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"Результаты исследований Венеры космическим аппаратом Венера-Экспресс"

Д.В. Титов

(Max-Planck Institute for Solar System Research, Katlenburg-Lindau, Germany; Институт космических исследований

Российской академии наук)


More than 25 spacecraft from the USA and the Soviet Union visited Venus in the 20th  century, but in spite of the many successful measurements they made, a great number of fundamental problems in the physics of the planet remained unsolved.  In particular, a systematic and long-term survey of the atmosphere was missing, and most aspects of atmospheric behaviour remained puzzling. After the Magellan radar mapping mission ended in 1994, there followed a hiatus of more than a decade in Venus research, until the European Space Agency (ESA) took up the challenge and sent its own spacecraft to our planetary neighbour. The goal of this mission, Venus Express, is to carry out a global, long-term remote and in-situ investigation of the atmosphere, the plasma environment, and some aspects of the surface of Venus from orbit.

Venus Express continues and extends the investigations of earlier missions by providing detailed monitoring of processes and phenomena in the atmosphere and near-space environment of Venus. Radio, solar and stellar occultation, together with thermal emission spectroscopy, sound the atmospheric structure in the altitude range from 150 to 40 km with vertical resolution of few hundred meters, revealing strong temperature variations driven by radiation and dynamical processes. In particular, by stellar occultation SPICAV (Spectroscopy for Investigation of the Characteristics of the Atmosphere of Venus) discovered a warm layer at the mesopause (~100 km) apparently caused by adiabatic heating of descending air. Observations by VIRTIS (Visible and Infrared Thermal Imaging Spectrometer) and radio occultation sounding by VeRa (Venus Radio Science) indicate remarkable latitudinal temperature variations at the cloud tops, as well as the presence of a convective region within the cloud deck all over the planet. The temperature field in the mesosphere of the southern hemisphere is similar to that observed in the northern hemisphere by earlier missions, thus indicating global north/south symmetry.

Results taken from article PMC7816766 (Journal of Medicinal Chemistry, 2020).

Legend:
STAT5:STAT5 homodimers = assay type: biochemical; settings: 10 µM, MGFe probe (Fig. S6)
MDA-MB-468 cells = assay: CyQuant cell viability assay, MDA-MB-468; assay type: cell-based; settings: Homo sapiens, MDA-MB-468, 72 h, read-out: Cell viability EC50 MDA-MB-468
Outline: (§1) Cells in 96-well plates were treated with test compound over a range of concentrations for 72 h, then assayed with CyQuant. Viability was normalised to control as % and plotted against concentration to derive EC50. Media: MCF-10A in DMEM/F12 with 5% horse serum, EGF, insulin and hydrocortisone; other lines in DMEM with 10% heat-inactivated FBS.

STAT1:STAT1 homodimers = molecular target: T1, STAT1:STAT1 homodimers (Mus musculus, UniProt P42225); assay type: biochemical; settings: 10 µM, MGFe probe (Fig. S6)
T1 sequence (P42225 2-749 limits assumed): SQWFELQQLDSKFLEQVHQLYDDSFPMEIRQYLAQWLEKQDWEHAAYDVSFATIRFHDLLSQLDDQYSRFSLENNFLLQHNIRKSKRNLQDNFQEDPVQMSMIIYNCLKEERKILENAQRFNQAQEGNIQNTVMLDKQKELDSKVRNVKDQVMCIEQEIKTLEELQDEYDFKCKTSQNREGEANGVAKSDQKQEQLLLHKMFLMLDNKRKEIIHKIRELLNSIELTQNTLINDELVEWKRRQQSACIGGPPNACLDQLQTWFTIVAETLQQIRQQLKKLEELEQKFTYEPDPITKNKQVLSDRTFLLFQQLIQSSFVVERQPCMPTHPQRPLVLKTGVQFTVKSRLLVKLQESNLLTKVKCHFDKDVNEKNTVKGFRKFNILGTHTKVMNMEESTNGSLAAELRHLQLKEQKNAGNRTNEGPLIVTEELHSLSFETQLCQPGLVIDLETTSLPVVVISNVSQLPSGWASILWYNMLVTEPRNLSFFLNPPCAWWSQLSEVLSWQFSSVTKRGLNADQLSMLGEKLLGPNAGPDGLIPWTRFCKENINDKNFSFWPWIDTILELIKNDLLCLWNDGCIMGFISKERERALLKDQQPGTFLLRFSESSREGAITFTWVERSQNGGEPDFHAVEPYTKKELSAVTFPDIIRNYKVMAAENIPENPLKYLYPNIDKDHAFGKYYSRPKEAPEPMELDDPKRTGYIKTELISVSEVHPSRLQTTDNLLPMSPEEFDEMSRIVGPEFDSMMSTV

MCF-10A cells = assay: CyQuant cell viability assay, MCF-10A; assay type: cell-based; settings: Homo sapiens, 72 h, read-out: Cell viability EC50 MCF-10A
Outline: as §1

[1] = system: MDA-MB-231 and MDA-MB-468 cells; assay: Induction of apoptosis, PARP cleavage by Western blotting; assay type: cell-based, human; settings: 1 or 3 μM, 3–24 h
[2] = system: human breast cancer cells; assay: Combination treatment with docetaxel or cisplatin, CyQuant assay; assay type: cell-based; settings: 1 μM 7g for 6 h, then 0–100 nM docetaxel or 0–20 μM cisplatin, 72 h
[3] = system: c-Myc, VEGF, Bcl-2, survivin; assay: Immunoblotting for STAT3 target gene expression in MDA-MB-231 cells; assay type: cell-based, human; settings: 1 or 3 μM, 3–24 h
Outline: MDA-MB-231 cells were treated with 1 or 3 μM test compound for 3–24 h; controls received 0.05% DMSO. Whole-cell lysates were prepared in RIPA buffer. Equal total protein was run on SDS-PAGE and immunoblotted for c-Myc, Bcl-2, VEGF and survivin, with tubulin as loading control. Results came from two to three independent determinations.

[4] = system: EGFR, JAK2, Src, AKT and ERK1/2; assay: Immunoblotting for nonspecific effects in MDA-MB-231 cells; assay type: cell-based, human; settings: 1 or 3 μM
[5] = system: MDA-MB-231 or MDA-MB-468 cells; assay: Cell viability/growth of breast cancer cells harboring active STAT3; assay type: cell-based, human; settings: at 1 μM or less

Multi-spectral imaging is performed to investigate the cloud morphology at different levels and its latitudinal and temporal changes. Venus Monitoring Camera (VMC) shows evidence of convection in the cloud layer at low latitudes. Streaky cloud features indicate that the convection ceases in the middle and high latitudes. Sequences of images are used to track motions of the cloud features and to derive wind speeds in the 50-70 km altitude range.  The polar orbit of Venus Express provides near-nadir viewing of middle and high latitudes in the southern hemisphere, enabling the first detailed observations of the cloud morphology and dynamics, leading to the discovery and characterisation of the complex “eye” of the southern polar vortex by VIRTIS. The imaging instruments also perform thermal mapping of the surface in the near IR spectral windows on the night side, searching for surface emissivity anomalies and signs of active volcanism.

The chemistry and dynamics of the mesopause region (~100 km altitude) is being studied by observing non-LTE emission from O2 and NO molecules in the UV and near-IR. This airglow peaks at the equator, close to midnight and approximately at the mesopause level, indicating a thermospheric solar-antisolar component in the atmospheric circulation. Composition measurements over a wide range of altitudes are providing vertical profiles of CO, H2O, HDO, HCl, HF, and SO2 in the mesosphere (70-100 km), and global mapping of CO, COS, H2O, and SO2 in the lower atmosphere at heights around 35 km. These results provide powerful tests of dynamical and chemical models of the Venusian atmosphere.

The magnetometer (MAG) and ASPERA (Analyser of Space Plasmas and Energetic Atoms) measure the magnetic field and densities of neutral atoms, ions and electrons in-situ. These observations determine the structure and properties of the circumplanetary plasma and characterize escape processes at Venus. They cover the time of solar minimum, and thus complement Pioneer Venus investigations at solar maximum. Interestingly, the H/O ratio was found to be ~2 thus suggesting that these ions are escaping in the stoichiometric ratio of water. The magnetometer is detecting whistler signals in ~10% of the pericentre passes. This is interpreted as evidence of lightning and the rate is estimated to be at least as frequent as on Earth.